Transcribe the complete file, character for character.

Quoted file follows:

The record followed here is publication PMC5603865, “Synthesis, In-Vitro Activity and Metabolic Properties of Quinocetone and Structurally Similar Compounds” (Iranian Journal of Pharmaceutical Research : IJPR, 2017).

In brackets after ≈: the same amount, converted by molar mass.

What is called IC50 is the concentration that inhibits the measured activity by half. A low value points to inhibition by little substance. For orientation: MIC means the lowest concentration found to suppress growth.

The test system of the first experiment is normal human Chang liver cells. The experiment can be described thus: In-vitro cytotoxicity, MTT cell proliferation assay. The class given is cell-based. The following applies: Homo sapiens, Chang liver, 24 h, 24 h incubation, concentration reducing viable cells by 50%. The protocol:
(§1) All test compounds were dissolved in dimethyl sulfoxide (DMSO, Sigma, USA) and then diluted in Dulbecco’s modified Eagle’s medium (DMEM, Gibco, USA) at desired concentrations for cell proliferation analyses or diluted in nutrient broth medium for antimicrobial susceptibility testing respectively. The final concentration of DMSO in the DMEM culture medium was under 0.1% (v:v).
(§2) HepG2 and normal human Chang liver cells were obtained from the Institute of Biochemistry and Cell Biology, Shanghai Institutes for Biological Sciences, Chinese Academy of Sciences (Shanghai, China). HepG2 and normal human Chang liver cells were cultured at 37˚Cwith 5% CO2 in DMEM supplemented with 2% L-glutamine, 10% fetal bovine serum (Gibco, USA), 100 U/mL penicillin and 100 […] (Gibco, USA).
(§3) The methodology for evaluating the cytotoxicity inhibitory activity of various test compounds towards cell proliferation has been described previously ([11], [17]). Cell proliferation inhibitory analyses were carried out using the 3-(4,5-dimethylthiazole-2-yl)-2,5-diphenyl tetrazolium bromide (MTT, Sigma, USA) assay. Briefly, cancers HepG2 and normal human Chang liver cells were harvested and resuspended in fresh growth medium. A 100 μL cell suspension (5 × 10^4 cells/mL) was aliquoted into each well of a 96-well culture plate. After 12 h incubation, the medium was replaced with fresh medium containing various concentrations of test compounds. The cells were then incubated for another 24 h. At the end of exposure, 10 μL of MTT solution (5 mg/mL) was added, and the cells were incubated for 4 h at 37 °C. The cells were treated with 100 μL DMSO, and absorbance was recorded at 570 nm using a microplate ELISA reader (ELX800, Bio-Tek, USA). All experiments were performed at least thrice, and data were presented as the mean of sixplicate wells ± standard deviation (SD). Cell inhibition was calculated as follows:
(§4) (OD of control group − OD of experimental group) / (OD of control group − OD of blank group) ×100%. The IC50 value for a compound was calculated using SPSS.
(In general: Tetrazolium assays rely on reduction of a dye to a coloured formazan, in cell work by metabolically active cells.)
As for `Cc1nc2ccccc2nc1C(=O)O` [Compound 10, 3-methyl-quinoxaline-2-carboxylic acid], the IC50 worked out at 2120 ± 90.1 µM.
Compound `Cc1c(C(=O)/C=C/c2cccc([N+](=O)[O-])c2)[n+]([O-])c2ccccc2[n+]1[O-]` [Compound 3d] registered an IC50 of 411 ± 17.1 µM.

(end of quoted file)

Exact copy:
The record followed here is publication PMC5603865, “Synthesis, In-Vitro Activity and Metabolic Properties of Quinocetone and Structurally Similar Compounds” (Iranian Journal of Pharmaceutical Research : IJPR, 2017).

In brackets after ≈: the same amount, converted by molar mass.

What is called IC50 is the concentration that inhibits the measured activity by half. A low value points to inhibition by little substance. For orientation: MIC means the lowest concentration found to suppress growth.

The test system of the first experiment is normal human Chang liver cells. The experiment can be described thus: In-vitro cytotoxicity, MTT cell proliferation assay. The class given is cell-based. The following applies: Homo sapiens, Chang liver, 24 h, 24 h incubation, concentration reducing viable cells by 50%. The protocol:
(§1) All test compounds were dissolved in dimethyl sulfoxide (DMSO, Sigma, USA) and then diluted in Dulbecco’s modified Eagle’s medium (DMEM, Gibco, USA) at desired concentrations for cell proliferation analyses or diluted in nutrient broth medium for antimicrobial susceptibility testing respectively. The final concentration of DMSO in the DMEM culture medium was under 0.1% (v:v).
(§2) HepG2 and normal human Chang liver cells were obtained from the Institute of Biochemistry and Cell Biology, Shanghai Institutes for Biological Sciences, Chinese Academy of Sciences (Shanghai, China). HepG2 and normal human Chang liver cells were cultured at 37˚Cwith 5% CO2 in DMEM supplemented with 2% L-glutamine, 10% fetal bovine serum (Gibco, USA), 100 U/mL penicillin and 100 […] (Gibco, USA).
(§3) The methodology for evaluating the cytotoxicity inhibitory activity of various test compounds towards cell proliferation has been described previously ([11], [17]). Cell proliferation inhibitory analyses were carried out using the 3-(4,5-dimethylthiazole-2-yl)-2,5-diphenyl tetrazolium bromide (MTT, Sigma, USA) assay. Briefly, cancers HepG2 and normal human Chang liver cells were harvested and resuspended in fresh growth medium. A 100 μL cell suspension (5 × 10^4 cells/mL) was aliquoted into each well of a 96-well culture plate. After 12 h incubation, the medium was replaced with fresh medium containing various concentrations of test compounds. The cells were then incubated for another 24 h. At the end of exposure, 10 μL of MTT solution (5 mg/mL) was added, and the cells were incubated for 4 h at 37 °C. The cells were treated with 100 μL DMSO, and absorbance was recorded at 570 nm using a microplate ELISA reader (ELX800, Bio-Tek, USA). All experiments were performed at least thrice, and data were presented as the mean of sixplicate wells ± standard deviation (SD). Cell inhibition was calculated as follows:
(§4) (OD of control group − OD of experimental group) / (OD of control group − OD of blank group) ×100%. The IC50 value for a compound was calculated using SPSS.
(In general: Tetrazolium assays rely on reduction of a dye to a coloured formazan, in cell work by metabolically active cells.)
As for `Cc1nc2ccccc2nc1C(=O)O` [Compound 10, 3-methyl-quinoxaline-2-carboxylic acid], the IC50 worked out at 2120 ± 90.1 µM.
Compound `Cc1c(C(=O)/C=C/c2cccc([N+](=O)[O-])c2)[n+]([O-])c2ccccc2[n+]1[O-]` [Compound 3d] registered an IC50 of 411 ± 17.1 µM.